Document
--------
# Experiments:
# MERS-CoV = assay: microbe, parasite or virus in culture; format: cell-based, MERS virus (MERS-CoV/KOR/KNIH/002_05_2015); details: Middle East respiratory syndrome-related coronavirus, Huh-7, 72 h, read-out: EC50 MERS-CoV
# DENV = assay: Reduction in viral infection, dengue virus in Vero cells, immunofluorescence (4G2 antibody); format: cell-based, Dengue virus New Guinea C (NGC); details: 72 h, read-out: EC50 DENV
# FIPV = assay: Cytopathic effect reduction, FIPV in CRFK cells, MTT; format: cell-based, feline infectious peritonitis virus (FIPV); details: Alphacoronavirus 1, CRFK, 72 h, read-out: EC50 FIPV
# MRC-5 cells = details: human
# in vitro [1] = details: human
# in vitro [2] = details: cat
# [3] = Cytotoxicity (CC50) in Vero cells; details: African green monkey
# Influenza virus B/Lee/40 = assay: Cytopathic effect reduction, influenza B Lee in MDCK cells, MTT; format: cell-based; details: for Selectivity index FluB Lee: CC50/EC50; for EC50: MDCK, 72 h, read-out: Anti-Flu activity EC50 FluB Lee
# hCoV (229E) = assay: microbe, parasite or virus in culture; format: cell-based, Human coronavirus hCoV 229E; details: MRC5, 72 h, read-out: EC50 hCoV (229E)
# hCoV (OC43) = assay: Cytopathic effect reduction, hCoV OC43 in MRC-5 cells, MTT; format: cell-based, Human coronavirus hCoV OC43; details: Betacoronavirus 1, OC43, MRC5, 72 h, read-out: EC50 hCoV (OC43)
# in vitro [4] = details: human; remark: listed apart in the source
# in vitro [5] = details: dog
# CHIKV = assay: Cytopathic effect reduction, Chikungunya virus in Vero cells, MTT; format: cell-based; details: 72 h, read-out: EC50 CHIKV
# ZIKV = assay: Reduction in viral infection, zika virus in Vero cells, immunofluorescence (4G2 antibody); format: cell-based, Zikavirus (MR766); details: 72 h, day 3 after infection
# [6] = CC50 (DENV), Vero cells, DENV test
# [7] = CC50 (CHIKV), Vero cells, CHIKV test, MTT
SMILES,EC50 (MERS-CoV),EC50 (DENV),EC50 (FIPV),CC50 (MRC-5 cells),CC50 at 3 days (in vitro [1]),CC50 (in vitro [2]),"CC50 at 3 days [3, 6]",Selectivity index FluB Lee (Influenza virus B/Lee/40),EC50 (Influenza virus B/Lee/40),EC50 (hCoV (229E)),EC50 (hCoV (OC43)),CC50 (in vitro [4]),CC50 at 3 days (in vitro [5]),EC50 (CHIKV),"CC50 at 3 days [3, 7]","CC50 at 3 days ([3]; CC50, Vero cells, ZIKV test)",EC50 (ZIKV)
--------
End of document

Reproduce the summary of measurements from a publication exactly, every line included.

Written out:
# Experiments:
# MERS-CoV = assay: microbe, parasite or virus in culture; format: cell-based, MERS virus (MERS-CoV/KOR/KNIH/002_05_2015); details: Middle East respiratory syndrome-related coronavirus, Huh-7, 72 h, read-out: EC50 MERS-CoV
# DENV = assay: Reduction in viral infection, dengue virus in Vero cells, immunofluorescence (4G2 antibody); format: cell-based, Dengue virus New Guinea C (NGC); details: 72 h, read-out: EC50 DENV
# FIPV = assay: Cytopathic effect reduction, FIPV in CRFK cells, MTT; format: cell-based, feline infectious peritonitis virus (FIPV); details: Alphacoronavirus 1, CRFK, 72 h, read-out: EC50 FIPV
# MRC-5 cells = details: human
# in vitro [1] = details: human
# in vitro [2] = details: cat
# [3] = Cytotoxicity (CC50) in Vero cells; details: African green monkey
# Influenza virus B/Lee/40 = assay: Cytopathic effect reduction, influenza B Lee in MDCK cells, MTT; format: cell-based; details: for Selectivity index FluB Lee: CC50/EC50; for EC50: MDCK, 72 h, read-out: Anti-Flu activity EC50 FluB Lee
# hCoV (229E) = assay: microbe, parasite or virus in culture; format: cell-based, Human coronavirus hCoV 229E; details: MRC5, 72 h, read-out: EC50 hCoV (229E)
# hCoV (OC43) = assay: Cytopathic effect reduction, hCoV OC43 in MRC-5 cells, MTT; format: cell-based, Human coronavirus hCoV OC43; details: Betacoronavirus 1, OC43, MRC5, 72 h, read-out: EC50 hCoV (OC43)
# in vitro [4] = details: human; remark: listed apart in the source
# in vitro [5] = details: dog
# CHIKV = assay: Cytopathic effect reduction, Chikungunya virus in Vero cells, MTT; format: cell-based; details: 72 h, read-out: EC50 CHIKV
# ZIKV = assay: Reduction in viral infection, zika virus in Vero cells, immunofluorescence (4G2 antibody); format: cell-based, Zikavirus (MR766); details: 72 h, day 3 after infection
# [6] = CC50 (DENV), Vero cells, DENV test
# [7] = CC50 (CHIKV), Vero cells, CHIKV test, MTT
SMILES,EC50 (MERS-CoV),EC50 (DENV),EC50 (FIPV),CC50 (MRC-5 cells),CC50 at 3 days (in vitro [1]),CC50 (in vitro [2]),"CC50 at 3 days [3, 6]",Selectivity index FluB Lee (Influenza virus B/Lee/40),EC50 (Influenza virus B/Lee/40),EC50 (hCoV (229E)),EC50 (hCoV (OC43)),CC50 (in vitro [4]),CC50 at 3 days (in vitro [5]),EC50 (CHIKV),"CC50 at 3 days [3, 7]","CC50 at 3 days ([3]; CC50, Vero cells, ZIKV test)",EC50 (ZIKV)